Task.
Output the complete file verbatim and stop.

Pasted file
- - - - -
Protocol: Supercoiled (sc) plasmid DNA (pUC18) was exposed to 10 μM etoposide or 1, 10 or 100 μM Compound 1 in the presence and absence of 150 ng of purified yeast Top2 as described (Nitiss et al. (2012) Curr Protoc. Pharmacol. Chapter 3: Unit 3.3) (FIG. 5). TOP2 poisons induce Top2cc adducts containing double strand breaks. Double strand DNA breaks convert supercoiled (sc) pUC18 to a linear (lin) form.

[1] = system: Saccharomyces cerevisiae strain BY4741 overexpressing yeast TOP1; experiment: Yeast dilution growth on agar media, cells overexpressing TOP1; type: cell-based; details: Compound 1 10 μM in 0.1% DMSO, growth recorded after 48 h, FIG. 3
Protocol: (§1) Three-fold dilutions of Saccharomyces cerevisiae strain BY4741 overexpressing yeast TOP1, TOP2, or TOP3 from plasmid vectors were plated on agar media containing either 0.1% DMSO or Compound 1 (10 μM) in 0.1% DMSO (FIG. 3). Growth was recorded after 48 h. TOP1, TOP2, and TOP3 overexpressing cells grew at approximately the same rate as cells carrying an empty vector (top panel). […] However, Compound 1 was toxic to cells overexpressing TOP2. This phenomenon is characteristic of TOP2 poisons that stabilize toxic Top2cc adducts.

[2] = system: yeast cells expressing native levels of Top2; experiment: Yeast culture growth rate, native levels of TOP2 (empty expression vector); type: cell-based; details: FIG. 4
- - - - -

Protocol: Supercoiled (sc) plasmid DNA (pUC18) was exposed to 10 μM etoposide or 1, 10 or 100 μM Compound 1 in the presence and absence of 150 ng of purified yeast Top2 as described (Nitiss et al. (2012) Curr Protoc. Pharmacol. Chapter 3: Unit 3.3) (FIG. 5). TOP2 poisons induce Top2cc adducts containing double strand breaks. Double strand DNA breaks convert supercoiled (sc) pUC18 to a linear (lin) form.

[1] = system: Saccharomyces cerevisiae strain BY4741 overexpressing yeast TOP1; experiment: Yeast dilution growth on agar media, cells overexpressing TOP1; type: cell-based; details: Compound 1 10 μM in 0.1% DMSO, growth recorded after 48 h, FIG. 3
Protocol: (§1) Three-fold dilutions of Saccharomyces cerevisiae strain BY4741 overexpressing yeast TOP1, TOP2, or TOP3 from plasmid vectors were plated on agar media containing either 0.1% DMSO or Compound 1 (10 μM) in 0.1% DMSO (FIG. 3). Growth was recorded after 48 h. TOP1, TOP2, and TOP3 overexpressing cells grew at approximately the same rate as cells carrying an empty vector (top panel). […] However, Compound 1 was toxic to cells overexpressing TOP2. This phenomenon is characteristic of TOP2 poisons that stabilize toxic Top2cc adducts.

[2] = system: yeast cells expressing native levels of Top2; experiment: Yeast culture growth rate, native levels of TOP2 (empty expression vector); type: cell-based; details: FIG. 4